Blog: Tell Someone Who Cares

Unlike writers, readers are simple. I know, because I am a writer and a reader.

As a reader, I pick up a book and I know within seconds if it interests me. It might be the cover design or the title or, if I have time on my hands, the blurb on the back cover. I might have seen an ad, been alerted by a social media comment or heard a friend’s recommendation. It could be written by one of my favourite authors, in which case I’ll buy it solely for that reason, or given to me as a gift.

Readers don’t care how the book gets into their hands, but they do care what happens when they open it up and start reading. They have devoted some of that most precious resource, their time, and they will hold you, the writer, personally responsible if you do not deliver an engaging read. They may even abandon your book and vow to never read another word you write if you do not fulfil this one requirement.

But fortunately, that’s it. It’s all you have to do. They are not interested in you the person, where you come from, how you discovered your passion for writing, if you are gay, straight, bi, alien, animal, mineral or vegetable, or the million and one other uninteresting and irrelevant details and facts of your life and experience. They may well become interested if they like your book, but writers are two-a-penny and growing in number faster than rabbits.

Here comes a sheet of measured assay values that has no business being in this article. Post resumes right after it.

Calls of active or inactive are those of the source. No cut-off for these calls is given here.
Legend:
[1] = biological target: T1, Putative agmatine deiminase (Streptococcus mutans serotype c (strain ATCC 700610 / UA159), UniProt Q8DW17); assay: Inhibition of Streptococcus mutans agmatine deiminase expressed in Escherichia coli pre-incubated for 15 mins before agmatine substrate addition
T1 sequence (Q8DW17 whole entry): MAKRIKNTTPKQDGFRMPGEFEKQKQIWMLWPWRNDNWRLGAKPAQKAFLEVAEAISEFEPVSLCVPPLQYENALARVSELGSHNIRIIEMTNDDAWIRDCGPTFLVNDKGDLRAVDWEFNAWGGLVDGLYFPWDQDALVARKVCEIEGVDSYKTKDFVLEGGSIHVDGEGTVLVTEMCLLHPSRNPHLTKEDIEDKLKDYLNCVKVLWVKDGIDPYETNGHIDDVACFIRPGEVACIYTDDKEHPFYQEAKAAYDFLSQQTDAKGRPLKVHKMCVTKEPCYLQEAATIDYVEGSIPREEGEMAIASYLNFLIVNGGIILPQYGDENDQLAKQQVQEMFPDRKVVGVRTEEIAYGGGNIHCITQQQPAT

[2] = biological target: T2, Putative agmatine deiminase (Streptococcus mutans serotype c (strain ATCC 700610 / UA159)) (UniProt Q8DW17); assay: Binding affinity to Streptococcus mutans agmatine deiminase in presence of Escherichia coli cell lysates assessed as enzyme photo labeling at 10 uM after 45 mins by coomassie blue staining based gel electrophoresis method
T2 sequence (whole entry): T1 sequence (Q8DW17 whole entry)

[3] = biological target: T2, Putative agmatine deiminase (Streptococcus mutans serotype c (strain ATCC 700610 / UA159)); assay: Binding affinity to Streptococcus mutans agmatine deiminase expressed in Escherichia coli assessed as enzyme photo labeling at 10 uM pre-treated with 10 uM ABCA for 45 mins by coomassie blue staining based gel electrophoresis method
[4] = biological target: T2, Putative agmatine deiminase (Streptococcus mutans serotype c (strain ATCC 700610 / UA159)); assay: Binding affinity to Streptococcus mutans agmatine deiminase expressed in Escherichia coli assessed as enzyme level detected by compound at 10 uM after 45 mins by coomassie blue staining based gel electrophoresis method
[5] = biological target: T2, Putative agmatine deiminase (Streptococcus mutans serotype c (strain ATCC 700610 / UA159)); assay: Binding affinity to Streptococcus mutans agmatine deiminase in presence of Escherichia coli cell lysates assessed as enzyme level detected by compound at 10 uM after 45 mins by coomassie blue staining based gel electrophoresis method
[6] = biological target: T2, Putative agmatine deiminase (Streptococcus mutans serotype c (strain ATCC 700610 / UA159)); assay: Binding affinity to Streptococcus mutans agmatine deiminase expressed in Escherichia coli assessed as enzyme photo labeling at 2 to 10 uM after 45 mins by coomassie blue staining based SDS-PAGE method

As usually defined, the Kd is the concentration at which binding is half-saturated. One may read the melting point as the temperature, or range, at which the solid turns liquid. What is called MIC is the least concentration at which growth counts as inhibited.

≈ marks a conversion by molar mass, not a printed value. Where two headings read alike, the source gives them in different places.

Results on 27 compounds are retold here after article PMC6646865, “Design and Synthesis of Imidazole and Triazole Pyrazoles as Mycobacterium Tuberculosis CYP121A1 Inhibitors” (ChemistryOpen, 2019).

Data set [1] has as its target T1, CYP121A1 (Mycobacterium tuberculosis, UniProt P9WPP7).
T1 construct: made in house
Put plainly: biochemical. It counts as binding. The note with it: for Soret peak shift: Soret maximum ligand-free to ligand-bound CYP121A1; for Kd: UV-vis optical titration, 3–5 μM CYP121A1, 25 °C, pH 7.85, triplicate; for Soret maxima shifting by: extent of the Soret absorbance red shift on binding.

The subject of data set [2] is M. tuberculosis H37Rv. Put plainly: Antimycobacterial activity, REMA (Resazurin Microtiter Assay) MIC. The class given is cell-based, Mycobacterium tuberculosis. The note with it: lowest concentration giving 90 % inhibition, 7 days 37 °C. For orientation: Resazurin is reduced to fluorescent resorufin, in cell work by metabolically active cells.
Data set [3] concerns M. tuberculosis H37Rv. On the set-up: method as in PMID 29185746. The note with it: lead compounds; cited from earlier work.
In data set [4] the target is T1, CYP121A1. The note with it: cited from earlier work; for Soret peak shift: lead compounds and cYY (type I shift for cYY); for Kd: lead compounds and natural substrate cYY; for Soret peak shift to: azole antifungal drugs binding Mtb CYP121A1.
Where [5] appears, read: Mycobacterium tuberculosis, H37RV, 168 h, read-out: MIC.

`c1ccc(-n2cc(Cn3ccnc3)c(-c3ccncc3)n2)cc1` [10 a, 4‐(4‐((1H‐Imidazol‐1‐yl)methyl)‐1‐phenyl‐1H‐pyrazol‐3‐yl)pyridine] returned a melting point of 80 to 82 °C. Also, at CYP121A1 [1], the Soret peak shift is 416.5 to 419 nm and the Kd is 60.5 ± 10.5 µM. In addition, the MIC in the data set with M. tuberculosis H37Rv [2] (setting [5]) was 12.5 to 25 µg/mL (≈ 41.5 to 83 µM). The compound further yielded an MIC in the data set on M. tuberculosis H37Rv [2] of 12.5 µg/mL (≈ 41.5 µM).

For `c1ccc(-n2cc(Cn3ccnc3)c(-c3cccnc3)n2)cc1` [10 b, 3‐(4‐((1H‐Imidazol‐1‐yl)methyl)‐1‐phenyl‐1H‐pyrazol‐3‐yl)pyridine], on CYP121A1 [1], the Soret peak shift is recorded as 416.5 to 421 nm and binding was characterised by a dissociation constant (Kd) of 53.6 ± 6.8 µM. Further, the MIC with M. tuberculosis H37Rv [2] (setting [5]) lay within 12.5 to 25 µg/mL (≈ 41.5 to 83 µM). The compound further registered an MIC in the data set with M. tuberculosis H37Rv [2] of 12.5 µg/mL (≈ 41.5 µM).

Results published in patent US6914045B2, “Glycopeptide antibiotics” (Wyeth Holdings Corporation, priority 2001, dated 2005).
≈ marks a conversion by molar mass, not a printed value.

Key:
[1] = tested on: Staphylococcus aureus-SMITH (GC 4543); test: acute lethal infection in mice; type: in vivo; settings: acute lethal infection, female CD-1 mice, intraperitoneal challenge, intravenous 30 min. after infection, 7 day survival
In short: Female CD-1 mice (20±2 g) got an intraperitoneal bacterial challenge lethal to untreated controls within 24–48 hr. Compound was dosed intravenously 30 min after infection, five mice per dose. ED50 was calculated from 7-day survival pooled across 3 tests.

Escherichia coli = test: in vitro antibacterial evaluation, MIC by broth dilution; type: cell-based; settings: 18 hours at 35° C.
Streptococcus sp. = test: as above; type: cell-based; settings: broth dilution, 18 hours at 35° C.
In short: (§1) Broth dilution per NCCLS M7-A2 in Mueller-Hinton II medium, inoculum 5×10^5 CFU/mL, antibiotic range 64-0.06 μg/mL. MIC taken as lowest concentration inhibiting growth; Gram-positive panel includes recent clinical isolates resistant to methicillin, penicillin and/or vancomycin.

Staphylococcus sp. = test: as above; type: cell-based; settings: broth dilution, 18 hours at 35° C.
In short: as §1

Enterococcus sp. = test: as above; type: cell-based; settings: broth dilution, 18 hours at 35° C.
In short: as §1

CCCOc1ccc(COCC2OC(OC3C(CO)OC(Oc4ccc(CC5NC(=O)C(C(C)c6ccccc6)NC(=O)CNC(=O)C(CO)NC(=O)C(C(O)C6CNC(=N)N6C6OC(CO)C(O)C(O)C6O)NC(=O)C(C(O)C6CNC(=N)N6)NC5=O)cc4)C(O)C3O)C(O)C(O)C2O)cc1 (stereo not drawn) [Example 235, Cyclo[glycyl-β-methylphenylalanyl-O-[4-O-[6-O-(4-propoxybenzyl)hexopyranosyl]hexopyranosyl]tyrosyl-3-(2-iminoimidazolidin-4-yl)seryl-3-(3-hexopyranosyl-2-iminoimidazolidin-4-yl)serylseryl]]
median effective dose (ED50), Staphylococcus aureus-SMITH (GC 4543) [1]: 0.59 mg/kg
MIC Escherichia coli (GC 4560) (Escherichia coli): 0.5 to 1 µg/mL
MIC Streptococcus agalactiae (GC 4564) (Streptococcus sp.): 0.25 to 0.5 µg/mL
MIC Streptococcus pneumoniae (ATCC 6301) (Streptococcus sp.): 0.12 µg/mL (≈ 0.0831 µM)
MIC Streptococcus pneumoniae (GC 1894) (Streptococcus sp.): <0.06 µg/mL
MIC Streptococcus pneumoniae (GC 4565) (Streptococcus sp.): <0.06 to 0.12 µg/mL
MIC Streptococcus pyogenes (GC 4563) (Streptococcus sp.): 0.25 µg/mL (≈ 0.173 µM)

Readers, quite reasonably, just want a good read.

And, in case writers get hung up on irrelevant detail, let’s take a look at a few other things readers do not care about. They have zero interest:

• If you write every day
• If you write 1, 100, 1,000 or 10,000 words a day
• If you write what you know
• If you write what you don’t know
• If you are a plotter or pantser
• If you do or don’t write a prologue
• If you use a single or multiple POVs
• If you write in the first, third or sixty-seventh person removed
• If you start in the middle of the story
• If you use Oxford commas or commas from elsewhere
• If you edit immediately after completing a draft
• If you put the manuscript aside for a while before editing
• If you had writer’s block
• If you didn’t have writer’s block
• If you are a member of a writer’s group
• If you employed Beta readers
• If you have a writing degree or diploma or any other formal writing education
• If you suffer physically or mentally for your art

In other words; it’s not their problem.

Writers are bombarded with dos and don’ts, so much that they can be fooled – usually by other writers – into thinking that the process is more important than the result. It isn’t. The reader wants a smooth, relaxed read, unconcerned and unburdened by all the angst, misery and uncertainty you experienced writing the book.

Whether or not you followed any contrived or non-existent writing ‘rules’ or conventions, whether or not you observed ‘common wisdom’ or the instruction of your writing heroes or gurus, or whether or not you wrote standing up, sitting down or submerged in water, none of it holds the slightest importance to the reader.

Now, excuse me, but that’s enough of your problems. I have a new book to read.